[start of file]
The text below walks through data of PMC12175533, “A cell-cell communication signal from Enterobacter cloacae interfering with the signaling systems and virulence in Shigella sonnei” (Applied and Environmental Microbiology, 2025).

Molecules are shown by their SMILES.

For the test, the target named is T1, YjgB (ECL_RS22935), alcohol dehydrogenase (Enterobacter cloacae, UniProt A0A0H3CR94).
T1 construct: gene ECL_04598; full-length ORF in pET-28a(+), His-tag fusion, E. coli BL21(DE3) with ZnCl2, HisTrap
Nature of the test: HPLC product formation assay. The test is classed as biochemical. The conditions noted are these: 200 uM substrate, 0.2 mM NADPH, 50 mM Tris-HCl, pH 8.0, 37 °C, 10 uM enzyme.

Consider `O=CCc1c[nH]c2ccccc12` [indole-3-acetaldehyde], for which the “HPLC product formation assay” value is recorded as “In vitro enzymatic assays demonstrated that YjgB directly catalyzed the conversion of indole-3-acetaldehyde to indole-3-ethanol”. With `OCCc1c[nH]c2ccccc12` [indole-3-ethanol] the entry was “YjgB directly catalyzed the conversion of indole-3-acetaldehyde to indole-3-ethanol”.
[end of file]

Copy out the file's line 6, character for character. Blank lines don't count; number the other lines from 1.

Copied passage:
Consider `O=CCc1c[nH]c2ccccc12` [indole-3-acetaldehyde], for which the “HPLC product formation assay” value is recorded as “In vitro enzymatic assays demonstrated that YjgB directly catalyzed the conversion of indole-3-acetaldehyde to indole-3-ethanol”. With `OCCc1c[nH]c2ccccc12` [indole-3-ethanol] the entry was “YjgB directly catalyzed the conversion of indole-3-acetaldehyde to indole-3-ethanol”.